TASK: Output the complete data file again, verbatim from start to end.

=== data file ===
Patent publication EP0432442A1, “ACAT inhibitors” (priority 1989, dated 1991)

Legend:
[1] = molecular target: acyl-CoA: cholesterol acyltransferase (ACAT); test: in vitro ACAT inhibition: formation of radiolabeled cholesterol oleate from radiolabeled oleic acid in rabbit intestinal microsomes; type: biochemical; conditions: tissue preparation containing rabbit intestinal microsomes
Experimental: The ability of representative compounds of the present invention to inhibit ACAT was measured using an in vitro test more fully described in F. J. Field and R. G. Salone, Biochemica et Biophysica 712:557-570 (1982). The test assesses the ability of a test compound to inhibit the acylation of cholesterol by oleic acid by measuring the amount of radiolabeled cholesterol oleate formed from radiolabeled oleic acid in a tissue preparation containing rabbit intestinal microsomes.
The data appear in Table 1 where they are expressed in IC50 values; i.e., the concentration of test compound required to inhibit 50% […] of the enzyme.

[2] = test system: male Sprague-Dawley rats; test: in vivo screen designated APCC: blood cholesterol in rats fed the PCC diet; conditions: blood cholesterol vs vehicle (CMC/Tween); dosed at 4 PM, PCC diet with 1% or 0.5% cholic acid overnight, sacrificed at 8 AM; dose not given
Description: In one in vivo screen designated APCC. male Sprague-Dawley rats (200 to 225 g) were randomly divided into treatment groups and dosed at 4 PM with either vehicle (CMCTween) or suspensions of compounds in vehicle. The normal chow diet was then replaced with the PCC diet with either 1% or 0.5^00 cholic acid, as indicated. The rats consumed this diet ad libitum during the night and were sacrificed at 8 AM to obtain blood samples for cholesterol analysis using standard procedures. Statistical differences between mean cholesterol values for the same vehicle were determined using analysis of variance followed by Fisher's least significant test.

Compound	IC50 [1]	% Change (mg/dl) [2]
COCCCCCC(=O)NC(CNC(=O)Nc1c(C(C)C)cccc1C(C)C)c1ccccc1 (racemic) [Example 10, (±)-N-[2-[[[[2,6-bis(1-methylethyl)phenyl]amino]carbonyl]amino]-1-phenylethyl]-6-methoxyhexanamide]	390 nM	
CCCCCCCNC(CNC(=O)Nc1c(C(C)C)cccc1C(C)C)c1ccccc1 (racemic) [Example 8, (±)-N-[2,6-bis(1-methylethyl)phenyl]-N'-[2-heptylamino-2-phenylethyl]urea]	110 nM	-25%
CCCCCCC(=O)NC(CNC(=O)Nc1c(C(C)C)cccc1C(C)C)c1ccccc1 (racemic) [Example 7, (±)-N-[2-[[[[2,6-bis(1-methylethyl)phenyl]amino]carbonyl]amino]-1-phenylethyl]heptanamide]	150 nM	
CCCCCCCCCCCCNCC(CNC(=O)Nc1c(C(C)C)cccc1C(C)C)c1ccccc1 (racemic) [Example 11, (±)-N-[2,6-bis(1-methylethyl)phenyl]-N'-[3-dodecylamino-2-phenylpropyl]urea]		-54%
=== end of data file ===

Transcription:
Patent publication EP0432442A1, “ACAT inhibitors” (priority 1989, dated 1991)

Legend:
[1] = molecular target: acyl-CoA: cholesterol acyltransferase (ACAT); test: in vitro ACAT inhibition: formation of radiolabeled cholesterol oleate from radiolabeled oleic acid in rabbit intestinal microsomes; type: biochemical; conditions: tissue preparation containing rabbit intestinal microsomes
Experimental: The ability of representative compounds of the present invention to inhibit ACAT was measured using an in vitro test more fully described in F. J. Field and R. G. Salone, Biochemica et Biophysica 712:557-570 (1982). The test assesses the ability of a test compound to inhibit the acylation of cholesterol by oleic acid by measuring the amount of radiolabeled cholesterol oleate formed from radiolabeled oleic acid in a tissue preparation containing rabbit intestinal microsomes.
The data appear in Table 1 where they are expressed in IC50 values; i.e., the concentration of test compound required to inhibit 50% […] of the enzyme.

[2] = test system: male Sprague-Dawley rats; test: in vivo screen designated APCC: blood cholesterol in rats fed the PCC diet; conditions: blood cholesterol vs vehicle (CMC/Tween); dosed at 4 PM, PCC diet with 1% or 0.5% cholic acid overnight, sacrificed at 8 AM; dose not given
Description: In one in vivo screen designated APCC. male Sprague-Dawley rats (200 to 225 g) were randomly divided into treatment groups and dosed at 4 PM with either vehicle (CMCTween) or suspensions of compounds in vehicle. The normal chow diet was then replaced with the PCC diet with either 1% or 0.5^00 cholic acid, as indicated. The rats consumed this diet ad libitum during the night and were sacrificed at 8 AM to obtain blood samples for cholesterol analysis using standard procedures. Statistical differences between mean cholesterol values for the same vehicle were determined using analysis of variance followed by Fisher's least significant test.

Compound	IC50 [1]	% Change (mg/dl) [2]
COCCCCCC(=O)NC(CNC(=O)Nc1c(C(C)C)cccc1C(C)C)c1ccccc1 (racemic) [Example 10, (±)-N-[2-[[[[2,6-bis(1-methylethyl)phenyl]amino]carbonyl]amino]-1-phenylethyl]-6-methoxyhexanamide]	390 nM	
CCCCCCCNC(CNC(=O)Nc1c(C(C)C)cccc1C(C)C)c1ccccc1 (racemic) [Example 8, (±)-N-[2,6-bis(1-methylethyl)phenyl]-N'-[2-heptylamino-2-phenylethyl]urea]	110 nM	-25%
CCCCCCC(=O)NC(CNC(=O)Nc1c(C(C)C)cccc1C(C)C)c1ccccc1 (racemic) [Example 7, (±)-N-[2-[[[[2,6-bis(1-methylethyl)phenyl]amino]carbonyl]amino]-1-phenylethyl]heptanamide]	150 nM	
CCCCCCCCCCCCNCC(CNC(=O)Nc1c(C(C)C)cccc1C(C)C)c1ccccc1 (racemic) [Example 11, (±)-N-[2,6-bis(1-methylethyl)phenyl]-N'-[3-dodecylamino-2-phenylpropyl]urea]		-54%